A three-part system means the Megane E-Tech's battery is 30 per cent more efficient than the one found in the smaller Zoe. It includes a heat pump that warms up the battery to be more efficient, a car ventilation system that scavenges heat from the battery to warm the cabin and sat-nav that can warm the battery as your car approaches its charging stop.

Charging times vary from eight hours for 248-miles worth of charge (using a wall charger at home) to 124 miles in 30 minutes on a 130kWh public charger.

1When will the new Renault Megane E-Tech Electric go on sale?

The new Renault Megane E-Tech Electric will go on sale in the autumn of 2022. 

2What will the new Renault Megane E-Tech Electric cost?

Prices are unconfirmed for the new Renault Megane E-Tech Electric, but a starting price of £33,000 seems likely after the £2500 plug-in car grant.

3What is the Renault Megane E-Tech Electric's range?

The Renault Megane E-Tech Electric has a claimed range of up to 292 miles from a single battery charge.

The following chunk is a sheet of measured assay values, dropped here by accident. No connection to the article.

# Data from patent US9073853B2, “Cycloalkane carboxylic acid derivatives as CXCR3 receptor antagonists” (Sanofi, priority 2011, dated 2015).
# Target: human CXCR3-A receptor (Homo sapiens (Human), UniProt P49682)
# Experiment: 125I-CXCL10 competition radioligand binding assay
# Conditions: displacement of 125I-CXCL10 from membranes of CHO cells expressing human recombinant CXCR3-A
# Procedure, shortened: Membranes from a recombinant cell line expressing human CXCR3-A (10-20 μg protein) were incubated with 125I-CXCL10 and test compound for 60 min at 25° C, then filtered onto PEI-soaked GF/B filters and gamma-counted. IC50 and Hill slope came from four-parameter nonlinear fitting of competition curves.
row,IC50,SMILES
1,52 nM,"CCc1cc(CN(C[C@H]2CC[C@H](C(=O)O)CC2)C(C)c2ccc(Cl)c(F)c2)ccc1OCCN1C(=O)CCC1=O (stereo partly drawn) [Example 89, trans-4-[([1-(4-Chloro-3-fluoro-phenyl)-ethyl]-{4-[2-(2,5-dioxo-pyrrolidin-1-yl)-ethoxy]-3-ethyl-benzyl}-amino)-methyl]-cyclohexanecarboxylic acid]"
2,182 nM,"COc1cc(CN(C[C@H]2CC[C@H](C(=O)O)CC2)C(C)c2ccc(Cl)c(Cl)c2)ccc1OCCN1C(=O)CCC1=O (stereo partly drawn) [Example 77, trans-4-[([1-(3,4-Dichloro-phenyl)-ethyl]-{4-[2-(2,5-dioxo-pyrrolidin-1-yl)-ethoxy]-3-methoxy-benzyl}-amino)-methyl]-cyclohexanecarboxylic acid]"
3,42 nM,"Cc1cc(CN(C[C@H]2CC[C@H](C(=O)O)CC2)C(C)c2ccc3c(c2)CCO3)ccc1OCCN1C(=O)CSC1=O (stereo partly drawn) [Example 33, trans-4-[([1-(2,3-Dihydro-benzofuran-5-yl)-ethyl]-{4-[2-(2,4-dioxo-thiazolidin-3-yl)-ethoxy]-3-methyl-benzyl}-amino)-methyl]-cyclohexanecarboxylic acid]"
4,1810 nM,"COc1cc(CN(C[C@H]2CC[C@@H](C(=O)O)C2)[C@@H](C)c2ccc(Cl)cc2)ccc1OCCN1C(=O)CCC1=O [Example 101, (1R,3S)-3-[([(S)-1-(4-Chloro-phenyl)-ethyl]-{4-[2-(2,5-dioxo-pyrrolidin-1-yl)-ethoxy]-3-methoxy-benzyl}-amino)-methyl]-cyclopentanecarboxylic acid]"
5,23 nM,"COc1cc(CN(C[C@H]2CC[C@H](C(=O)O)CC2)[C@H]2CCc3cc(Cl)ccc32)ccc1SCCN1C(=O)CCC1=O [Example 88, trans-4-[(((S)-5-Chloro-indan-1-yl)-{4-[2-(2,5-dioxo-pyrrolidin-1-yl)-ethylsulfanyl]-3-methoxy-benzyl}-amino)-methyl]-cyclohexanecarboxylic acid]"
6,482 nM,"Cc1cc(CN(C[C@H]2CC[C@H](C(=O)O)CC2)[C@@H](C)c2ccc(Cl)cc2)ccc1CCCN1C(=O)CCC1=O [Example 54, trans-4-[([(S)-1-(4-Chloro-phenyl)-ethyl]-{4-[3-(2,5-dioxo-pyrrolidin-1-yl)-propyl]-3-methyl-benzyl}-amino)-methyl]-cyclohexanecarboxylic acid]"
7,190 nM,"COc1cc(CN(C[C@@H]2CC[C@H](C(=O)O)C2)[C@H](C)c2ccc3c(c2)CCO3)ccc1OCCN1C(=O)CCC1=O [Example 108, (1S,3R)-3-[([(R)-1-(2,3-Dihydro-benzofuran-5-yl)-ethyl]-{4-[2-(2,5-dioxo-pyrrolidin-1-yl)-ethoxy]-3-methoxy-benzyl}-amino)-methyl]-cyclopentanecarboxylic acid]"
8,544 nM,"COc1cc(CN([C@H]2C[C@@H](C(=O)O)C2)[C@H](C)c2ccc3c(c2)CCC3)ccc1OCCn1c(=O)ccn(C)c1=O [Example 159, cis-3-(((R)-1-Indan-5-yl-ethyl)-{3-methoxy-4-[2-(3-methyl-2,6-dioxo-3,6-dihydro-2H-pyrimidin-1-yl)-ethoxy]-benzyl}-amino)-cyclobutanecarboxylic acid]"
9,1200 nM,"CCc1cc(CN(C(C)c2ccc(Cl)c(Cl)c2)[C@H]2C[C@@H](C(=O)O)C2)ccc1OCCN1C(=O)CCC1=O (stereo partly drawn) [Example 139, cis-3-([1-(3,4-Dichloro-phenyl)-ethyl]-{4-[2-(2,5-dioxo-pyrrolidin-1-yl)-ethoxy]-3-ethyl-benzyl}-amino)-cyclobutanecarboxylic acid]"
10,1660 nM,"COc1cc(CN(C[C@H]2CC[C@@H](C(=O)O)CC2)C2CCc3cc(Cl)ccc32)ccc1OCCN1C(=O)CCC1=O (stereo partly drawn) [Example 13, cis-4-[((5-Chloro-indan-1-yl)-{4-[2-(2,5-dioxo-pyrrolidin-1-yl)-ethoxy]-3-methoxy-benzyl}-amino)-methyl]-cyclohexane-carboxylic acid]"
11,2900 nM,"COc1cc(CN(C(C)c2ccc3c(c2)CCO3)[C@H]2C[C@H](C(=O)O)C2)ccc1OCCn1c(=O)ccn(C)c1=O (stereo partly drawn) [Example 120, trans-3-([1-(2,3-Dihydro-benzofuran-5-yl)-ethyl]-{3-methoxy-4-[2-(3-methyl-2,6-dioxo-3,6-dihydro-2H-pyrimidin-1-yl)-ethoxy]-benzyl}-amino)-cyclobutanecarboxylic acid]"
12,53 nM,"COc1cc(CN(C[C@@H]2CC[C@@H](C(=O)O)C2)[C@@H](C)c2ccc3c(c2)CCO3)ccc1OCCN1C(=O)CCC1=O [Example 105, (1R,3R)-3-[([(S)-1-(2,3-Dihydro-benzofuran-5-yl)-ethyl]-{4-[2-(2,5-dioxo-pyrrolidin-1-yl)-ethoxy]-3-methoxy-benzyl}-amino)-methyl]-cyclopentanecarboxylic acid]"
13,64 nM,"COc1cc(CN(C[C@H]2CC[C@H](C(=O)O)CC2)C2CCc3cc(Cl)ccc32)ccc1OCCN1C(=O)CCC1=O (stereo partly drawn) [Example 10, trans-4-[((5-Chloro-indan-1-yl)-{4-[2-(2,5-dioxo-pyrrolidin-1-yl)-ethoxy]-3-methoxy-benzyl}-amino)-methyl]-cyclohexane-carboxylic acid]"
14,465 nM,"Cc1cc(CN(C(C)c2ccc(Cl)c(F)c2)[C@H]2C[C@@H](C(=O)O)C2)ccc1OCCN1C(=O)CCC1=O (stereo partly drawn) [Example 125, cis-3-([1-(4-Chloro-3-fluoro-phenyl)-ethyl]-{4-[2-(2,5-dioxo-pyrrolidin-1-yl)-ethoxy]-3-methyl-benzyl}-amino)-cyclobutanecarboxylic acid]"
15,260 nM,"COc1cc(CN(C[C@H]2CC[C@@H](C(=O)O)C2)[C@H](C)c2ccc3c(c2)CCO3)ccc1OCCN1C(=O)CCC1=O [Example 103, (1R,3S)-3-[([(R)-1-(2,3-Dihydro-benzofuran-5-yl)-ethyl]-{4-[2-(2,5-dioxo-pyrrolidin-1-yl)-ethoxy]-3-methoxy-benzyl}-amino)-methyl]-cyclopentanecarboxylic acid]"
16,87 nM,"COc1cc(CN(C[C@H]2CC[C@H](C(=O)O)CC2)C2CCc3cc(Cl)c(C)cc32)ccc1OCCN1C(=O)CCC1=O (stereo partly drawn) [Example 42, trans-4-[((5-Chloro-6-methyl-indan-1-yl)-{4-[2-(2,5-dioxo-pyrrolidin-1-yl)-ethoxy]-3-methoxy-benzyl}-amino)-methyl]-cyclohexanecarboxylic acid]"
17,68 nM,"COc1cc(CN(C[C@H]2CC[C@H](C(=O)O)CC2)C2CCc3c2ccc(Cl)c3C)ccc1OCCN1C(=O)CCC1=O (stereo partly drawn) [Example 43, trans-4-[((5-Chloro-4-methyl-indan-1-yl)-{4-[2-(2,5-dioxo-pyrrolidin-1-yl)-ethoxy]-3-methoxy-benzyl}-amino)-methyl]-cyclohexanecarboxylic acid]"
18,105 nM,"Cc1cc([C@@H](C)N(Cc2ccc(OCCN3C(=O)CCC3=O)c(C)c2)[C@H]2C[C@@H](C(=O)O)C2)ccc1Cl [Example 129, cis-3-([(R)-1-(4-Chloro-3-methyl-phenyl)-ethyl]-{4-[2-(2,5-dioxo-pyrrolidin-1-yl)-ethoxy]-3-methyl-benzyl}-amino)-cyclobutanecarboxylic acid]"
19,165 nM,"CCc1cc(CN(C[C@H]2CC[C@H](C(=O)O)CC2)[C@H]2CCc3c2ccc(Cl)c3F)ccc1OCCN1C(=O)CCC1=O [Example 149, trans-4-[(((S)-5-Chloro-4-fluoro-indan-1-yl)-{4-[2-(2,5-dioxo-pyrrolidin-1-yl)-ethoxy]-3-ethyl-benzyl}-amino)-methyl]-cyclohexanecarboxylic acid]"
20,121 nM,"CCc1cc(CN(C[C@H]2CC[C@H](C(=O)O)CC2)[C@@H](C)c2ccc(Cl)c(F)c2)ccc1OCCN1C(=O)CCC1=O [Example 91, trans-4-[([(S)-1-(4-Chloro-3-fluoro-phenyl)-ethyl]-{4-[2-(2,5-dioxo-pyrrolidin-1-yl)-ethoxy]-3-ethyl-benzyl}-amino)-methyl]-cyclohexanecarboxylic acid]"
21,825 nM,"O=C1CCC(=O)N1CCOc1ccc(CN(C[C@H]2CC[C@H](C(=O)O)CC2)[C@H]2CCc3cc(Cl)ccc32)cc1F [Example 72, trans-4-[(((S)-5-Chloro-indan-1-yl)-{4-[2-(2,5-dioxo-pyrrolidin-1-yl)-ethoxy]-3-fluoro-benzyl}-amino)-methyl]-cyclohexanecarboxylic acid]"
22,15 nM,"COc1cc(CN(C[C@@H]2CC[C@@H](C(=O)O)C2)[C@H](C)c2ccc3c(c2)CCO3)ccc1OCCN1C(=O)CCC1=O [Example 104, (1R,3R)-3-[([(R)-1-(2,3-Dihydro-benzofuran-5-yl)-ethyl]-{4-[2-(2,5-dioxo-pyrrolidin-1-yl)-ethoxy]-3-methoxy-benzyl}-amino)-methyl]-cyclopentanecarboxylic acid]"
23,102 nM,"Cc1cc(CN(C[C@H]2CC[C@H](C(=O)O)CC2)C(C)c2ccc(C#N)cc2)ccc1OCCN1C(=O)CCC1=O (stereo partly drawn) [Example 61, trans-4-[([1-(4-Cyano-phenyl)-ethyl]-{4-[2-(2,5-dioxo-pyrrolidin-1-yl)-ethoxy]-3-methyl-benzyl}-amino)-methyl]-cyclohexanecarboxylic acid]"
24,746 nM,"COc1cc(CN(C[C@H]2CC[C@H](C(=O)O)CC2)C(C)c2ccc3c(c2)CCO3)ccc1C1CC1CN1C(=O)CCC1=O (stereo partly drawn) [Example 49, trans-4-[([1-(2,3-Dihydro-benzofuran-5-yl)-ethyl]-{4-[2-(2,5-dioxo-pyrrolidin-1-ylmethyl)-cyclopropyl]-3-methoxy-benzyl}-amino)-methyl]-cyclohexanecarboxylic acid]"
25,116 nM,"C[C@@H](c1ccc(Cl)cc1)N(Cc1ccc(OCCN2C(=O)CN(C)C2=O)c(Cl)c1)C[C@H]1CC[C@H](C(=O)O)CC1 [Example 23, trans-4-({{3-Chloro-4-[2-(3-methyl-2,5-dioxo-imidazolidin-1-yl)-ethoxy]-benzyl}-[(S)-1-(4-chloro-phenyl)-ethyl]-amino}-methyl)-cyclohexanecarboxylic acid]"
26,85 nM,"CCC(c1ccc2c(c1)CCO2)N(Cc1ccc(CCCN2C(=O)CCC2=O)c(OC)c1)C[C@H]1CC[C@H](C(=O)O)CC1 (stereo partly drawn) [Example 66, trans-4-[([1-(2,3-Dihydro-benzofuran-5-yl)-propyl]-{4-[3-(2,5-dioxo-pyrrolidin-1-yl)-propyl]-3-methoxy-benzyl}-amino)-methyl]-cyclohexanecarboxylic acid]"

Ask HJ

Is £7000 a fair price for a 2013 Renault Megane GT 1.5 DCI with 67,000 miles?

I'm looking to purchase a 2013 Renault Megane GT 1.5 DCI. It has 67,000 miles on the clock and looks in good condition. What are potential problems, and is it worth £7000?
It's nearly 4 years old, up on the miles, needs a new timing belt, tensioner, waterpump and aux belt (about £500). £6000 would be fairer. Megane good and bad: http://www.honestjohn.co.uk/carbycar/renault/megane-2008/?section=good
Answered by Honest John
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Ask HJ

Can you suggest a family car for London and occasional longer drives?

We have a maximum budget of £14,000 for a reliable, used SUV or estate with good economy and lots of space. We were originally drawn to the Renault Kadjar having hired them a few times, liking the panoramic roof, the great sound system, driving comfort and huge boot. But living in London we really want to avoid diesel cars. The real MPG/economy of the petrol Kadjar engines raised concerns. Ok for driving around London but worried the much longer runs to we regularly do would cost more than other more economical cars. We're finding it difficult to find something that fits our needs. Thanks.
It's a tricky one, but don't write off a diesel Kadjar. It might make sense, as long as you take it for a good run every 300 miles or so for the diesel particulate filter (DPF) to regenerate. It'll be ULEZ compliant and more efficient than a petrol on your trips further afield. If you do want a petrol, you'll probably have to swallow worse fuel economy. An estate like the Skoda Octavia might be a good compromise. You could also look at a Volkswagen Golf estate if you'd prefer a slightly plusher interior. Also look at the Renault Megane.
Answered by Andrew Brady